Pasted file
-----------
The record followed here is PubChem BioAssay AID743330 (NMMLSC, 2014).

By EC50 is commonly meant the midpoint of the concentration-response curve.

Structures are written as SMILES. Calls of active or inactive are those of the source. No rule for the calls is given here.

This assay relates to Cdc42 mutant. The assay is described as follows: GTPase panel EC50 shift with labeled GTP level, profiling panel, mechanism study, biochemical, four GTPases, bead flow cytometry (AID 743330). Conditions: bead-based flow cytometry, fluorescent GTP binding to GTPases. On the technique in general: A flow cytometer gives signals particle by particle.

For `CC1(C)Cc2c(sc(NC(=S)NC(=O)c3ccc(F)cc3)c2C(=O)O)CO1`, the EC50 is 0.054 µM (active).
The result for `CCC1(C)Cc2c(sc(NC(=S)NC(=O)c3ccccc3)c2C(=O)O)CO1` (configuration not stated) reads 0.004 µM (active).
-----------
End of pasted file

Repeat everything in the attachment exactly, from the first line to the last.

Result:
The record followed here is PubChem BioAssay AID743330 (NMMLSC, 2014).

By EC50 is commonly meant the midpoint of the concentration-response curve.

Structures are written as SMILES. Calls of active or inactive are those of the source. No rule for the calls is given here.

This assay relates to Cdc42 mutant. The assay is described as follows: GTPase panel EC50 shift with labeled GTP level, profiling panel, mechanism study, biochemical, four GTPases, bead flow cytometry (AID 743330). Conditions: bead-based flow cytometry, fluorescent GTP binding to GTPases. On the technique in general: A flow cytometer gives signals particle by particle.

For `CC1(C)Cc2c(sc(NC(=S)NC(=O)c3ccc(F)cc3)c2C(=O)O)CO1`, the EC50 is 0.054 µM (active).
The result for `CCC1(C)Cc2c(sc(NC(=S)NC(=O)c3ccccc3)c2C(=O)O)CO1` (configuration not stated) reads 0.004 µM (active).